Of course not. Covering in two works the most musical compositions of this decade, not only it would be too trusting even to it would be an injustice with a time featured by the musical richness and the variety of soloists, duets, trios, quartets, bands, that offer their impromptu to a gold stage of the Cuban music.
So what it’s going to be done is a personal selection, limited like all human work, about those who could be the most representative within the national field.
Let’s begin with the maestro Eliseo Grenet, author of Felipe Blanco, a work that before reaching its popularity got its author’s life. On November 3rd, 1950 while he was attending the rehearsal of that composition, he heard that his work had been prohibited by “having porn insinuations”, according to the resolution of the Ethical Radial Commission. Due to his very high hypertension he suffered, passed away at the following day.
A little later that Sucu suco will win over the disapproval and sung by the Trio Servando Diaz and by the Conjunto Casino band, it’d reach the first positions of the Hit Parade.
Benny, the king of a time
Without doubt among the soloists from the 50, Benny Moré is one who put more successful songs on the dial and in the slot machines of that time. The Barbaro del Ritmo was called with affection, he stood out by singing and sometimes composing, melodies dedicated to cities of the island, and all of them were very popular.
His main source was the composer Ramón Cabrera, who gave to his wonderful voice titles like Guantanamo, Adios a Palma Soriano, Manzanillo, and Santiago de Cuba in the form of montuno sones. Benny More also inspired himself with two titles, Cienfuegos and Santa Isabel de las Lajas, and this last one to clarify the controversy on his place of birth.
His versatility was so huge that the sentimental took also its place: Oh Vida! (Luis Yanez-Rolando Gomez), Como fue (Ernesto Duarte), No me vayas a engañar (Osvaldo Farres), Alma mia (Ricardo Perez Martinez) and from his own composition invention Amor sin fe and Ahora soy tan feliz. About duets, they’re so unforgettable, the ones he did with Olga Guillot: Tu me sabes comprender by Ricardo Perez, Hoy como ayer, sung together with Fernando Alvarez, La vida es un sueño by Arsenio Rodriguez with Pedro Vargas and Alma mia, Juan Bruno Tarraza’s original with the Venezuelan Alfredo Sadel.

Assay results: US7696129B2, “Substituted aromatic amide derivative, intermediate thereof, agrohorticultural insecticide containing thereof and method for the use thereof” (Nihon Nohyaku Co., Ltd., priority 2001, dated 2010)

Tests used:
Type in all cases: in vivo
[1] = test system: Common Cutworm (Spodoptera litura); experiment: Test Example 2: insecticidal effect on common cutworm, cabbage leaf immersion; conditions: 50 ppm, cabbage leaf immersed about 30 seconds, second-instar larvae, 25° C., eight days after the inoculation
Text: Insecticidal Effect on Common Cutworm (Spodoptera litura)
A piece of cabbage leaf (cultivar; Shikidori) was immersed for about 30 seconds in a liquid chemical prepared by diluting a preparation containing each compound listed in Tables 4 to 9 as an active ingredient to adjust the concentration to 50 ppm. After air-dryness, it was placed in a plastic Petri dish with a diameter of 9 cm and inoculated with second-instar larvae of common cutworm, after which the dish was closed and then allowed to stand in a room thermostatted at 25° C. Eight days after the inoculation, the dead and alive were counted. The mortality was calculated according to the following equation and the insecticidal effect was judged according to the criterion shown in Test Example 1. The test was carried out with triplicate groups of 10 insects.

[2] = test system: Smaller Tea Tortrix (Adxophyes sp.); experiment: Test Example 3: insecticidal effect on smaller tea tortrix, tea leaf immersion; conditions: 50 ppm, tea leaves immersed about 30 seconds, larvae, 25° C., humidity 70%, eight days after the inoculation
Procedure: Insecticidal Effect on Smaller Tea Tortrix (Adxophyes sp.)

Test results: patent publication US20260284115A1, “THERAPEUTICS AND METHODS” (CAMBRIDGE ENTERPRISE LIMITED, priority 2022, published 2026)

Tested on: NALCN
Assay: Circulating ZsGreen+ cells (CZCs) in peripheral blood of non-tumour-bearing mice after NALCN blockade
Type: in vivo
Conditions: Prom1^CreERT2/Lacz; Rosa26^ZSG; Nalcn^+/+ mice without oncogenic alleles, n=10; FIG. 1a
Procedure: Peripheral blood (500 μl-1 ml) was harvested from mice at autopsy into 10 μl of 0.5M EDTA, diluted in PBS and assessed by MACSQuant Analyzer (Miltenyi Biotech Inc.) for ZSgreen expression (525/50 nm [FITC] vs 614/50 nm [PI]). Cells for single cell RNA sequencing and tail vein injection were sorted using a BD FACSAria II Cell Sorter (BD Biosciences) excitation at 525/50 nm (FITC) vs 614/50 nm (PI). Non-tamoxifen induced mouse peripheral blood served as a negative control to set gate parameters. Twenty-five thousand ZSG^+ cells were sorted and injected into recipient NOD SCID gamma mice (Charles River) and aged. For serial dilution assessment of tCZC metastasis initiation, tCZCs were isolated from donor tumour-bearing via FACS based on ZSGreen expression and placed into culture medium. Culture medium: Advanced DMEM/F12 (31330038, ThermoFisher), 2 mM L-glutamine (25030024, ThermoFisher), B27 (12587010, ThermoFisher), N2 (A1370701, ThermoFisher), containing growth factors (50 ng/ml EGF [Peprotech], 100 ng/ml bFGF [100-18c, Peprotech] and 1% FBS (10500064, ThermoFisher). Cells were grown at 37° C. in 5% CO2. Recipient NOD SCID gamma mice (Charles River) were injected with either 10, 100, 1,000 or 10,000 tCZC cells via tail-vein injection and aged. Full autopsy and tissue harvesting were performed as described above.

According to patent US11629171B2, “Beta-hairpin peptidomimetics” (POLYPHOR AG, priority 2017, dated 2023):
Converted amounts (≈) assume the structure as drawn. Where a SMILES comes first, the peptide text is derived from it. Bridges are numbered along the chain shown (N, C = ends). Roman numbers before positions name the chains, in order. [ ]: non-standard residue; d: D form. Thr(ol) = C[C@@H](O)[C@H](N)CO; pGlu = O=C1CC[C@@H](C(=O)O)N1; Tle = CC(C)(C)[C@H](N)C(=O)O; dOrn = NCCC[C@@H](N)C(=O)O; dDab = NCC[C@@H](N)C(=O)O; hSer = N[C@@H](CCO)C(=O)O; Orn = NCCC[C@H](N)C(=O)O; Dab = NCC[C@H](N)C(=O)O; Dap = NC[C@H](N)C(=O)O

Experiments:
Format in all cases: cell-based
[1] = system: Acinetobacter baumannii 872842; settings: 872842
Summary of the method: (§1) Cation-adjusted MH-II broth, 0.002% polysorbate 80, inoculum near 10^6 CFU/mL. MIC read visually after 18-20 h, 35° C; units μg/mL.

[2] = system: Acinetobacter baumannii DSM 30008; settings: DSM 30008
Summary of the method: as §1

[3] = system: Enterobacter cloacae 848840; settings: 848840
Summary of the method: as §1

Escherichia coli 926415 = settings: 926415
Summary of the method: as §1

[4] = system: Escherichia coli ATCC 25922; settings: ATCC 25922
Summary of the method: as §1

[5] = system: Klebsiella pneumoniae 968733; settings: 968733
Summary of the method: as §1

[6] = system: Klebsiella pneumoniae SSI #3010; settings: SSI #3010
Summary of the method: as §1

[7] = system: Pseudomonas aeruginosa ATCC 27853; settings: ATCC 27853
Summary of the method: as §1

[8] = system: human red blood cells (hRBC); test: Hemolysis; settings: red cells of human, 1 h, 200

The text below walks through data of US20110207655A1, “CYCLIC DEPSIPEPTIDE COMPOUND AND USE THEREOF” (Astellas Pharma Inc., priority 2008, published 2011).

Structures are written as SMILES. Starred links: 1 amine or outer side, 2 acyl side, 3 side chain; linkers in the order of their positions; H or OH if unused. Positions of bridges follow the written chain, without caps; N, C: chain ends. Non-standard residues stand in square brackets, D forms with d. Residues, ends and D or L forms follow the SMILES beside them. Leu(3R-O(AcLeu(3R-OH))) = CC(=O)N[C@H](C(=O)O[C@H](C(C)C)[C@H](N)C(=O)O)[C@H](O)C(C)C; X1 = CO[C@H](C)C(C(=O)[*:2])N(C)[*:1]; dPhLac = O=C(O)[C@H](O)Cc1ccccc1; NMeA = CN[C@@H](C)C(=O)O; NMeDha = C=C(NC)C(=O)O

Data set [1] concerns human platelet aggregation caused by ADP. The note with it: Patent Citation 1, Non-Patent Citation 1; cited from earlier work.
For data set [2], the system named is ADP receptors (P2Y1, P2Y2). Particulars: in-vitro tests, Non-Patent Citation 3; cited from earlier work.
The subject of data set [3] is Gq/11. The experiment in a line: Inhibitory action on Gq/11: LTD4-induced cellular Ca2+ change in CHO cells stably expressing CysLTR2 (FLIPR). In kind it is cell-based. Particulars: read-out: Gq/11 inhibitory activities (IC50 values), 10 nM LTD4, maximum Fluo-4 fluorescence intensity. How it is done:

Besides the King, there were Queens
Yes Sir indeed and some of them, but in a selection of selections, before the tyrannical space, I’m in favor of Olga Guillot and Celia Cruz, two characters within the Cuban limelight, each of them of a different style.
The first appealed to the feelings with a voice “de cama” (of bed), since she burst strongly with her interpretation of Mientéme, by the Mexican Chamaco Dominguez. Her entrance to the world of the record, despite being 30 years old already, was so hair-raising like her way of singing and this made possible to win the first Gold Record because of the thousand records sold.
Among the songs he sang and it was one he made a hit are “La gloria eres tu” by Jose Antonio Mendez, “El King”, ¿Cómo fue? by Ernesto Duarte Brito, Quiereme mucho by Gonzalo Roig, Ya que te vas by Ernestina Lecuona and Alvaro Suarez, Vete by Candito Ruiz, Palabras Calladas by Juan Bruno Tarraza and others.
Celia Cruz was a five category cyclone, all rhythm, a very enjoyable woman of the best Cuban style and in those 50s her greatest success was with the Sonora Matancera as a companion band. A rapid list includes compositions like Cao, cao, mani pica’o by Jose Carbo, Baba é by Rogelio Martinez, Mata Siguaraya by Gonzalo Asencio/Lino Frias, Burundanga by the inspiration of Oscar Munoz, Melao de Caña original by Mercedes Pedroso and El Yerbero Moderno by Nestor Mili.
Gentlemen prefer them romantic
In the 50s there are male names that left their legacy like Orlando Vallejo with songs like El Gallo, la gallina y el caballo guaracha by Jose Carbo Menendez and the boleros Cielo y sol by Juan Pablo Miranda, Novia mia by Jose Antonio Mendez, Nueva vida by Piloto and Vera, Mi nueva canción by Rey Diez Calvet and Maldito de mi by Rosendo Ruiz Quevedo.
Another male voice that gave that time some shining was Fernando Albuerne and in his string of success are Dos Gardenias by Isolina Carrillo, No puedo ser feliz by Adolfo Guzman and Ya que te vas by Ernestina Lecuona and Alvaro Suarez.
We can’t forget the impact caused on those days the song Plazos traicioneros by Luis Marquetti, a big bolero sung by Celio González and later it was included in his repertoire figures like Vicentico Valdés and Pedro Vargas.
(to be continued)